Aortic Aneurysm

Overview

 An aortic aneurysm is a weakened area in the upper part of the aorta. The aorta is the major blood vessel that feeds blood to the body.


Aortic Aneurysm can lead to a tear in the artery wall that can cause life-threatening bleeding.  Small and slow-growing aortic aneurysms may not ever rupture, but large, fast-growing aneurysms may rupture. Depending on the cause, size and growth rate of your thoracic aortic aneurysm, treatment may vary from watchful waiting to emergency surgery. 

Signs of an Aortic Aneurysm


  • Tenderness or pain in the chest
  • Back pain
  • Hoarseness
  • Cough
  • Shortness of breath
  • Sharp, sudden pain in the upper back that radiates downward
  • Pain in your chest, jaw, neck or arms
  • Difficulty breathing

Aortic aneurysms can develop anywhere along the aorta, which runs from your heart through your chest and abdomen.  Aneurysms that form in the lower part of your aorta — called abdominal aortic aneurysms — are more common than thoracic aortic aneurysms. 

Diagnosis

Aortic aneurysms are often found during routine medical tests, such as a chest X-ray, CT scan, or ultrasound of the heart or abdomen, sometimes ordered for a different reason.

If your doctor suspects that you have an aortic aneurysm, specialized tests can confirm it.

Insurance

We accept most major insurance companies including Medicare, Blue Shield/Blue Cross, United Healthcare, 1199, Cigna, Aetna, Healthfirst, Wellcare, etc.

Our staff will help you to contact your insurance company to verify eligibility and complete all necessary paperwork. 

Aortic Aneurysm Treatment

At SVS you will be treated by fully trained vascular surgeons

The goal of treatment is to prevent your aneurysm from growing, and intervening before it dissects or ruptures. Generally, your treatment options are medication, monitoring or intervention, which usually involves surgery. Your doctor's decision depends on the size of the aortic aneurysm and how fast it's growing. 


There are three main options:



Medical Monitoring 


It's likely your doctor will order regular imaging tests to check on the size of your aneurysm. Expect to have an echocardiogram, CT scan or magnetic resonance angiography (MRA) at least six months after your aneurysm is diagnosed, and at regular follow-up exams.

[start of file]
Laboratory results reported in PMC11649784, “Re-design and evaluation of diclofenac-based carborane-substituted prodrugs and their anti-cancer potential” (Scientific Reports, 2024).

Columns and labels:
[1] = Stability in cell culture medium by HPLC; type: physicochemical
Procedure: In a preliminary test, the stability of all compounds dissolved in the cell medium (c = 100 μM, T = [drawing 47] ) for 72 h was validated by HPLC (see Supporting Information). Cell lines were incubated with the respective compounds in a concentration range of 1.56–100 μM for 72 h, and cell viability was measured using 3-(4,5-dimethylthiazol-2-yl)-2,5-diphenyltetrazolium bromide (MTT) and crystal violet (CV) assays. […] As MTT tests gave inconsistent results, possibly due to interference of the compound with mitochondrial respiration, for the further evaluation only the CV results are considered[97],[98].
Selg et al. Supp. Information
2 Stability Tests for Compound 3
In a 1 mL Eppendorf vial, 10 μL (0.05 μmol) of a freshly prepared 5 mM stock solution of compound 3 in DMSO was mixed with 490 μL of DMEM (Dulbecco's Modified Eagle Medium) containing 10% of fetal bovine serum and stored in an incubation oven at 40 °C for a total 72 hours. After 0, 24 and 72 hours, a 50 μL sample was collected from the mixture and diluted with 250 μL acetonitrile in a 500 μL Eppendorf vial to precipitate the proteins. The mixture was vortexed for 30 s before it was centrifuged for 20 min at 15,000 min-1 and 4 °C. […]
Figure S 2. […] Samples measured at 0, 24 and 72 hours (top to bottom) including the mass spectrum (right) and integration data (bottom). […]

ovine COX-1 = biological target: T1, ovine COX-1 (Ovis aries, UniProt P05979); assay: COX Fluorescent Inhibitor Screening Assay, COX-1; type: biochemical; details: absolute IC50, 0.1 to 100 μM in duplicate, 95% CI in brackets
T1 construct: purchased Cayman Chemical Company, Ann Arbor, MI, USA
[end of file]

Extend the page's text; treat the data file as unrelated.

• If your thoracic aortic aneurysm is small, your doctor may recommend medication, monitoring with imaging, and management of other medical conditions that could worsen your aneurysm. Your doctor will also ask you about any new family health issues such as aneurysm, as well as signs or symptoms you may be experiencing that could be related to the aneurysm. 


 

Medications


If you have high blood pressure or blockages in your arteries, it's likely that your doctor will prescribe medications to lower your blood pressure and reduce your cholesterol levels to reduce the risk of complications from your aneurysm. These medications could include:


  • Beta blockers. Beta blockers lower your blood pressure by slowing your heart rate. 


  • Angiotensin II receptor blockers. Your doctor may also prescribe these medications if beta blockers aren't enough to control your blood pressure or if you can't take beta blockers.


  • Statins. These medications can help lower your cholesterol, which can help reduce blockages in your arteries and reduce your risk of aneurysm complications. 


 

Surgery


If you have a thoracic aortic aneurysm, surgery is generally recommended if your aneurysm is about 1.9 to 2.4 inches (about 5 to 6 centimeters) and larger. If you have Marfan syndrome, another connective tissue disease, a bicuspid aortic valve or a family history of aortic dissection, your doctor may recommend surgery for smaller aneurysms because you have a higher risk of having an aortic dissection. 


  • Open-chest surgery to repair a thoracic aortic aneurysm involves removing the damaged section of the aorta and replacing it with a synthetic tube (graft), which is sewn into place. 


  • Endovascular surgery is used by doctors to attach a synthetic graft to the end of a thin tube (catheter) that's inserted through an artery in your leg and threaded up into your aorta. The graft — a woven tube covered by a metal mesh support — is placed at the site of the aneurysm and fastened in place with small hooks or pins. 


  • Other heart surgeries If another condition is contributing to your aneurysm's development, such as a problem with your heart's valves, your doctor may recommend additional surgeries to repair or replace the damaged valves to stop your aneurysm from worsening. 

What to do next?

If you have a family history of aortic aneurysm, Marfan syndrome or other connective tissue disease, or bicuspid aortic valve, your doctor may recommend regular ultrasound or radiology testing such as computerized tomography (CT) scan or magnetic resonance imaging (MRI) exams to screen for aortic aneurysm.